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Old 03-17-2011, 08:13 PM   #1 
kathstew
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Filter and cycle help?

Hi!
I have a 5.5 gallon tank, that is divided into two, for two females. I do not use real plants, only fake. Both of my girls are happy and healthy.

I just got a mini elite filter. I was wondering if someone could explain to me the freshwater cycle, and what exactly a filter does.

I understand that fish release ammonia into the water, and that they need oxygen to survive. I understand we clean the tank to get rid of the ammonia. But could you help me understand a little more in depth this cycle?

I want to understand what my filter is doing, and what is going on in the tank. :D

I have read the sticky about the freshwater cycle, but didn't understand it very much. I appreciate the answers!
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Old 03-18-2011, 08:31 AM   #2 
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Originally Posted by kathstew View Post
Hi!
I have a 5.5 gallon tank, that is divided into two, for two females. I do not use real plants, only fake. Both of my girls are happy and healthy.

I just got a mini elite filter. I was wondering if someone could explain to me the freshwater cycle, and what exactly a filter does.

I understand that fish release ammonia into the water, and that they need oxygen to survive. I understand we clean the tank to get rid of the ammonia. But could you help me understand a little more in depth this cycle?

I want to understand what my filter is doing, and what is going on in the tank. :D

I have read the sticky about the freshwater cycle, but didn't understand it very much. I appreciate the answers!
I haven't long grasped the whole concept of cycling so Let me try to explain this, in a none confusing way for you lol :)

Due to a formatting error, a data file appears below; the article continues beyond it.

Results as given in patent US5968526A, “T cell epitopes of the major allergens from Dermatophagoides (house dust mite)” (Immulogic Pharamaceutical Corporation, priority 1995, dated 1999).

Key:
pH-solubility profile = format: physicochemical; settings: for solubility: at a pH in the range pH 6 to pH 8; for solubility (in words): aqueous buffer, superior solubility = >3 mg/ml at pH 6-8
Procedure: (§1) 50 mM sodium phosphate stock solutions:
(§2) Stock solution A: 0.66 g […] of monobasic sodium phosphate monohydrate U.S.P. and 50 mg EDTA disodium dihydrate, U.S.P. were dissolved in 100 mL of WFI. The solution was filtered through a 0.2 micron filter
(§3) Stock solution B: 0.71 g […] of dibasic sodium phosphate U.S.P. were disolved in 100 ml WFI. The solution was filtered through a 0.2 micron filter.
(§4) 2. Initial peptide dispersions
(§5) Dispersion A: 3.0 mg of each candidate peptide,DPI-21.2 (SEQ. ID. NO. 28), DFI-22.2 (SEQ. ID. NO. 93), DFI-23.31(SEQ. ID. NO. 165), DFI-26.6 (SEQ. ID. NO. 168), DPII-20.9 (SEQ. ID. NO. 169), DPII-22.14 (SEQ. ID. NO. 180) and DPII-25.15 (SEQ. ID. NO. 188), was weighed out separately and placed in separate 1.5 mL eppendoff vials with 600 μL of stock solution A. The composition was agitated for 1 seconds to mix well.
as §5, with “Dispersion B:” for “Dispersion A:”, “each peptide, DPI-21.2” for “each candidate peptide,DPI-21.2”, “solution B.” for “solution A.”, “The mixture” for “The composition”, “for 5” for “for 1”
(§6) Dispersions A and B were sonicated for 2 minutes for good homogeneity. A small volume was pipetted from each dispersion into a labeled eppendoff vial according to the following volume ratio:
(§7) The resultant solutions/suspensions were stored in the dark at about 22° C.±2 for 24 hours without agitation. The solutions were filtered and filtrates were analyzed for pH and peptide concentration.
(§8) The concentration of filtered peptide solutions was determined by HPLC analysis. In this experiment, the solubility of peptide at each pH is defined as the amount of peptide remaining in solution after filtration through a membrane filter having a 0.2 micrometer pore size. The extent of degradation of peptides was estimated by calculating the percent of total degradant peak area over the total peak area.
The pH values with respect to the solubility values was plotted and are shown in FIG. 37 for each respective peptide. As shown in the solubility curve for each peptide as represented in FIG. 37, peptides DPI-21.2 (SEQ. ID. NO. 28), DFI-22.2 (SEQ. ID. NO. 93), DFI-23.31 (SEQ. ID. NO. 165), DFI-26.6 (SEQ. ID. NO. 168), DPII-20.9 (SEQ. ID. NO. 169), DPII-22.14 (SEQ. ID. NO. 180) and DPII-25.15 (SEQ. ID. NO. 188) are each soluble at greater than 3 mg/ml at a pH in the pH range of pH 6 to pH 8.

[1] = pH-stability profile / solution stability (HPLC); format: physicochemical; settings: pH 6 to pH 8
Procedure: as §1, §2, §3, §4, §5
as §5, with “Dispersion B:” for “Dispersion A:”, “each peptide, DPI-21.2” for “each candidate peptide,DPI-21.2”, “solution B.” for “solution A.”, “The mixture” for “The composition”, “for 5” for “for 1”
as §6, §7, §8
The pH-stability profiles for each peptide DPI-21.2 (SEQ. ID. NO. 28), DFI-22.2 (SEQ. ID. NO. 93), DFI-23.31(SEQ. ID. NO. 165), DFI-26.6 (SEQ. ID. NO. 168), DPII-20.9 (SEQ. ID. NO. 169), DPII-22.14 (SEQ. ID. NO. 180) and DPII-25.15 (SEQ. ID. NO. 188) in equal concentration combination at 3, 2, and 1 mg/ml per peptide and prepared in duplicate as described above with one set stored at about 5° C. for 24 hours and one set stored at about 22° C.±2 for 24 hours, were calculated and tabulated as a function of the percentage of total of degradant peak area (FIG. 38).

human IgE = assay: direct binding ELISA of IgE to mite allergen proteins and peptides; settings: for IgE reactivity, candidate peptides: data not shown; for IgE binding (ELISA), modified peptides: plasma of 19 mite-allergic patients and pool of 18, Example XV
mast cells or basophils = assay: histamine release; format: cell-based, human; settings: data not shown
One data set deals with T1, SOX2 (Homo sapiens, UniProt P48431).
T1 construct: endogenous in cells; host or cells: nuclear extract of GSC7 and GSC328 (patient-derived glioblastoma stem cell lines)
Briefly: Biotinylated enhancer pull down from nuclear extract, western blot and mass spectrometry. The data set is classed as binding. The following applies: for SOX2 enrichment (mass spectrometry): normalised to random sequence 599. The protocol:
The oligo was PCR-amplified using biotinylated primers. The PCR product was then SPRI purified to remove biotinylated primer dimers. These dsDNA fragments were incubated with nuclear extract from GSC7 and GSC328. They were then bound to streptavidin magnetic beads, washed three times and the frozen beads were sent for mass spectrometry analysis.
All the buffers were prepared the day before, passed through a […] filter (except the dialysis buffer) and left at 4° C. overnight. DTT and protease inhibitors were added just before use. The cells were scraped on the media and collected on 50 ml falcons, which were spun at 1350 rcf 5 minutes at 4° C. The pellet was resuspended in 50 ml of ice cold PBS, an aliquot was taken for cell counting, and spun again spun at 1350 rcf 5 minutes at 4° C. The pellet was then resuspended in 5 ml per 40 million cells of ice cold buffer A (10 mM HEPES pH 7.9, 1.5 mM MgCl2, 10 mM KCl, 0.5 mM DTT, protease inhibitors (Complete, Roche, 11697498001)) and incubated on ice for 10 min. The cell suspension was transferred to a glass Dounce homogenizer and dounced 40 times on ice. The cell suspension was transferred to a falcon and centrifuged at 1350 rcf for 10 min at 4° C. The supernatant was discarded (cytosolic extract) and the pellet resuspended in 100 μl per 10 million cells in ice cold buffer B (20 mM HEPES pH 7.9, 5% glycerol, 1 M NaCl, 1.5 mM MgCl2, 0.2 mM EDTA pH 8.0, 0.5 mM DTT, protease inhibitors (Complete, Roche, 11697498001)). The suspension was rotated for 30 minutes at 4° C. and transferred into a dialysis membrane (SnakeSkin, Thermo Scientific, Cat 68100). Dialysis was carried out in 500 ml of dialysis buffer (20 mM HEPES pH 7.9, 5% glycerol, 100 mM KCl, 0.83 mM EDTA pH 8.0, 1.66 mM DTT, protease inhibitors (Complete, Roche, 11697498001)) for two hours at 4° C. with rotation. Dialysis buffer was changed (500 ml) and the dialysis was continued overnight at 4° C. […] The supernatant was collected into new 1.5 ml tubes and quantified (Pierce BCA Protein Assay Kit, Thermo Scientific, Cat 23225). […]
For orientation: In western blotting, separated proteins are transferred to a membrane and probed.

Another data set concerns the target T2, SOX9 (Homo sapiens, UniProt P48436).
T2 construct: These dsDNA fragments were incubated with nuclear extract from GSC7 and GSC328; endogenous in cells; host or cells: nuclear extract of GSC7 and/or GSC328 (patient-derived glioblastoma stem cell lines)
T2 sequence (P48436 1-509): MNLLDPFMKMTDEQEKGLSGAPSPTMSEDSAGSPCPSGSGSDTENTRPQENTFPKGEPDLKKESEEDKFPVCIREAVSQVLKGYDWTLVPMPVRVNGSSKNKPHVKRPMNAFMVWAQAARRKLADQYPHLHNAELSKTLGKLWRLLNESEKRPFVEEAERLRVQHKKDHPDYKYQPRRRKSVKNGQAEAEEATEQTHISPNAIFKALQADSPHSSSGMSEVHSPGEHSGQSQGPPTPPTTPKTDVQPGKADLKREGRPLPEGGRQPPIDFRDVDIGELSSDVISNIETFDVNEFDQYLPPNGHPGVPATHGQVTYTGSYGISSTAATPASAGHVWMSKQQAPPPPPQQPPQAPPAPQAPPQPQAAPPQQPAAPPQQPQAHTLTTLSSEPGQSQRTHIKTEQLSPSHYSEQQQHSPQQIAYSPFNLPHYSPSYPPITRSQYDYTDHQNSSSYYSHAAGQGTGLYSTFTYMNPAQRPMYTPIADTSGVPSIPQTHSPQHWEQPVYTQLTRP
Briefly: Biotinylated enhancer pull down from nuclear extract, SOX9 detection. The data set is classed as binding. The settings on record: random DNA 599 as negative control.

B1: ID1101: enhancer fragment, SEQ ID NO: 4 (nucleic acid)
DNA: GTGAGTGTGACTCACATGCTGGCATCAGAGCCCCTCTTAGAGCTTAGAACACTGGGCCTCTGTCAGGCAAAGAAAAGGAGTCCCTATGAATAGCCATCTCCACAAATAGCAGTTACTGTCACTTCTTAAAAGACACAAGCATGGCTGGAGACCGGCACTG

Basically when you cycle a tank, you are creating good bacteria for your fishes to survive and live in. This is done by adding Ammonia.

Ammonia comes from loads of different sources; fish waste, decaying plants, rotten food. These waste materials all convert to ammonia which, when found in large amounts is toxic to fish. The creation of ammonia and its growth in your fish tank is what is called, the nitrogen cycle; a good thing :)

If you decide to do a fish in cycle, they will instantly start producing ammonia for you and by the 3rd week the ammonia may well be toxic already, this is where you come in and immediately do a 50% water change. When the good bacteria starts growing in your fish tank, it will start to reduce the levels of ammonia in your tank, which will take weeks if not months to properly establish in your aquarium. When the bacteria starts to break down the ammonia it then converts in to Nitrites which is also harmful to your fish. However, the aquarium needs another type of bacteria to take care of this problem.

So now that you have nitrites in your tank because of the action of Nitrosomonas bacteria on ammonia. To finish the cycle, your tank needs another type of bacteria; the nitrobacter bacteria. This type of bacteria will then convert Nitrites to Nitrates which isn't harmful to your fish. That type of bacteria doesn't develop until there are plenty of Nitrites, this is why the nitrogen cycle takes forever before its properly established. Adding plants to your tank will help the nitrogen produce quicker, which will complete the cycle faster. :) Also it is best to only add a few fish to your tank at first, this will stop the quick accumulation of waste materials which remember...convert to ammonia.

To summarize the whole process.... There are 3 stages to the nitrogen cycle

1st - Ammonia - This is produced by fish waste, decaying plants and rotten excess food.

2nd - Nitrites - This is produced by a certain type of bacteria, which absorbs the ammonia and makes nitrites, which are harmful

3rd - Another type of bacteria absorbs the nitrites and produce Nitrates, which are not harmful.